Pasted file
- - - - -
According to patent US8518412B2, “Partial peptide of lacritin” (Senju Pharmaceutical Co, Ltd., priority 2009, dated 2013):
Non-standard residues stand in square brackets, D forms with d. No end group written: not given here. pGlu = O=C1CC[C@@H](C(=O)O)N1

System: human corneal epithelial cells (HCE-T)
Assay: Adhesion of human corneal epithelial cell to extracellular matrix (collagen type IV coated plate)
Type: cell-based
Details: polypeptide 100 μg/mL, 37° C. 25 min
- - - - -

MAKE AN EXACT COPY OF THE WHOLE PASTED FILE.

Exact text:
According to patent US8518412B2, “Partial peptide of lacritin” (Senju Pharmaceutical Co, Ltd., priority 2009, dated 2013):
Non-standard residues stand in square brackets, D forms with d. No end group written: not given here. pGlu = O=C1CC[C@@H](C(=O)O)N1

System: human corneal epithelial cells (HCE-T)
Assay: Adhesion of human corneal epithelial cell to extracellular matrix (collagen type IV coated plate)
Type: cell-based
Details: polypeptide 100 μg/mL, 37° C. 25 min